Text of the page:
A Pittsburgh Wall Crawl

Discovering new mural pathways in our hometown

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Jess Daninhirsch

A small, life-size figure of Roberto Clemente outside of the Clemente Museum

By Jess Daninhirsch, North Allegheny Senior High School

Whenever I travel, I love to scope out some of the best murals and pieces of public art wherever I go and find them on a wall crawl. However, despite living here my entire life, I have never done a wall crawl of Pittsburgh. Since we can’t travel right now, I decided to go on a wall crawl over spring break.

Pittsburgh is rich with culture and arts, but have you ever noticed the numerous murals around the city? My mom and I drove around the city over the weekend to 41 different locations and took photos of around 50 different walls.

Mural outside of the Clemente Museum, by Kyle Holbrook (Jess Daninhirsch)

We found a list on Google Maps with addresses of some of the most popular murals in the city to map out which ones we wanted to find and the order in which we would visit them. There were around 25 murals on our original list, but it seemed that everywhere we turned, we spotted another one.

Side-by-side murals, by Phil Seth (left) and Ashley Hodder (right)

We originally had five walls that had addresses on Penn Avenue which cuts through the Strip District, but each time I turned my head I found more. Most of Penn Avenue is a one-way street, so we would have to turn left and drive back two blocks to catch the ones behind us. But each time we did, there were even more behind those!

A Sprout Fund mural wedged between two buildings on Penn Avenue (Jess Daninhirsch)

The Sprout Fund was a community service organization that created public art for the city. Their murals were voted “Best Public Art” by the Pittsburgh City Paper in 2006. Many of their murals, such as the one shown to the left that was tucked in between two buildings in the Strip District, are very bright and lively, depicting images of caring and nurturing characters.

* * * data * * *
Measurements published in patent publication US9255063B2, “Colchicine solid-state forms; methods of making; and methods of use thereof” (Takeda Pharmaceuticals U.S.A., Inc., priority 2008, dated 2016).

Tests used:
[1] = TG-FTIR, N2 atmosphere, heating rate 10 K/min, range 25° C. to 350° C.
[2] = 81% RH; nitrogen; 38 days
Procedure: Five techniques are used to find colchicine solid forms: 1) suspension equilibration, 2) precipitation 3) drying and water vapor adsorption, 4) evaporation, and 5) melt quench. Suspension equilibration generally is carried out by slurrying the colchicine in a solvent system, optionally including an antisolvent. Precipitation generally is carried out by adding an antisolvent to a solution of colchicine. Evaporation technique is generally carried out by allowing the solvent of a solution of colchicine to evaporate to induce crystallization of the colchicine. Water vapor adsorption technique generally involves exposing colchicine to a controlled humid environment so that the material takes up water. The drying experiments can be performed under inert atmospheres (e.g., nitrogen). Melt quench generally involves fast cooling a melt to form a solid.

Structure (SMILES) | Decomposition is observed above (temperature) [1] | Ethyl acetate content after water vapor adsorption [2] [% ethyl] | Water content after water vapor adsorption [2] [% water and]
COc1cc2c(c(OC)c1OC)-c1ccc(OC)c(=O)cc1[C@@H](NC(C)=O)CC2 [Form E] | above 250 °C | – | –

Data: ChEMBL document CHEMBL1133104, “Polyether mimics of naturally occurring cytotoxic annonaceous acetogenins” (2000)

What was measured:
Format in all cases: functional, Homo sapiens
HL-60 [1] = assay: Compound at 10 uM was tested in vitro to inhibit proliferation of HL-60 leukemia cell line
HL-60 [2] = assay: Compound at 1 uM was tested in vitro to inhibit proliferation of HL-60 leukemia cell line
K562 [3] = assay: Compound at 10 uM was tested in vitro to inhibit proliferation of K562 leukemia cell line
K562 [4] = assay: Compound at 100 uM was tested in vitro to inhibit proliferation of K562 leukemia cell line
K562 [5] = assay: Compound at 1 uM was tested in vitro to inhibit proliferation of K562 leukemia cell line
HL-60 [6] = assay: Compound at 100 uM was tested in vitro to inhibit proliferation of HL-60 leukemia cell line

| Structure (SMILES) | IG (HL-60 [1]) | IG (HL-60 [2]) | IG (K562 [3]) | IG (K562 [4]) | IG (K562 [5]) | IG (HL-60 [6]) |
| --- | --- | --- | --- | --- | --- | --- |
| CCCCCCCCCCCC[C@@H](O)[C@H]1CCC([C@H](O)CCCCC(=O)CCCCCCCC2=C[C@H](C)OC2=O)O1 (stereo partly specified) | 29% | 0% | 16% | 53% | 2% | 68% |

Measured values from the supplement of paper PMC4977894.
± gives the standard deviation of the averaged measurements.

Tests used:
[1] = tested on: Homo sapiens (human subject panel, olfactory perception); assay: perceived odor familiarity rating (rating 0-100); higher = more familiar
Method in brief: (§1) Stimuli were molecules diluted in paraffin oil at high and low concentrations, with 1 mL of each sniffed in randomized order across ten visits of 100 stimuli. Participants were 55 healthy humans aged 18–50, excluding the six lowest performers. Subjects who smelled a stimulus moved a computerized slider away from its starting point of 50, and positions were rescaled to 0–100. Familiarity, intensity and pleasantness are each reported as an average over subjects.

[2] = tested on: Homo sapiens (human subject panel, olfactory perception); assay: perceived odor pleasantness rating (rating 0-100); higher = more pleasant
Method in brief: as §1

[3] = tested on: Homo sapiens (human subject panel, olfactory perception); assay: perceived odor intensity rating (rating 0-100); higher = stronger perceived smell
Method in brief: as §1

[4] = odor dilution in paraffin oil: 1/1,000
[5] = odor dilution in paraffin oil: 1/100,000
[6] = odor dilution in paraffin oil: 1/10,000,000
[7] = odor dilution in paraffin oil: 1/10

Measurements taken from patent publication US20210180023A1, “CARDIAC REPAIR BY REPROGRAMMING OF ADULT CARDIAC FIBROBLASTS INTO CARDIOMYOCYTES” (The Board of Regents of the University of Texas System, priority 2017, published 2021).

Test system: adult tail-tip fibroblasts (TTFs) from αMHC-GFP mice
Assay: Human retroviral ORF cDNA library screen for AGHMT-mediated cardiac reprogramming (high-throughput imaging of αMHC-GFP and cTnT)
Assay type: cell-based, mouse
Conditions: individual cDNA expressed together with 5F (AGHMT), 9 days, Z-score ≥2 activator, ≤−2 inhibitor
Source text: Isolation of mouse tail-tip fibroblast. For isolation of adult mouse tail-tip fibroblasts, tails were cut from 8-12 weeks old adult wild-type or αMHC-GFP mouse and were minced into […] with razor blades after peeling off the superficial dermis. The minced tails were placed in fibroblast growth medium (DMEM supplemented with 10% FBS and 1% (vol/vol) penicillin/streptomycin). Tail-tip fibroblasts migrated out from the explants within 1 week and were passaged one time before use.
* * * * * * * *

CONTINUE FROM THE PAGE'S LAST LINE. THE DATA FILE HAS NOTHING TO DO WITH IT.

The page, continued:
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“Stay Woke Rooster” by Baron Batch (Jess Daninhirsch)

Former Steeler Baron Batch has made a name for himself as a Pittsburgh artist. He has a very recognizable style–so much so that his signature is simply an eye with five eyelashes and/or the word “free.” He is also the creator of the Color Park, a graffiti park located along the Three Rivers Heritage Trail in the South Side.

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In the heart of the North Side lies a colorful oasis called Randyland. This corner lot, owned by artist Randy Gilson, is often referred to as the “happiest place in Pennsylvania.” It is full of artwork, murals, wooden signs, repurposed furniture, and is home to the largest international welcome wall in the country. The sandy garden is surrounded by three buildings, each with their own colorful murals, although just walking into the garden feels like you are stepping into a three dimensional mural. Randyland is free to enter and open to the public year-round. They accept donations, though, to keep the art coming.

The outside of Randyland (Jess Daninhirsch)

If you are familiar with that area, you may know that the Mattress Factory art museum is right down the street from Randyland. One of the entrances to the museum can be found on Sampsonia Way. In Pittsburgh, every street name that ends in “Way” is an alley. Sampsonia Way is full of hidden murals–none of which were on our original list. You can take a lovely walk down the whole street to see them all.

The Jazz House on Sampsonia Way, by Oliver Lake and Than Htay Maung (Jess Daninhirsch)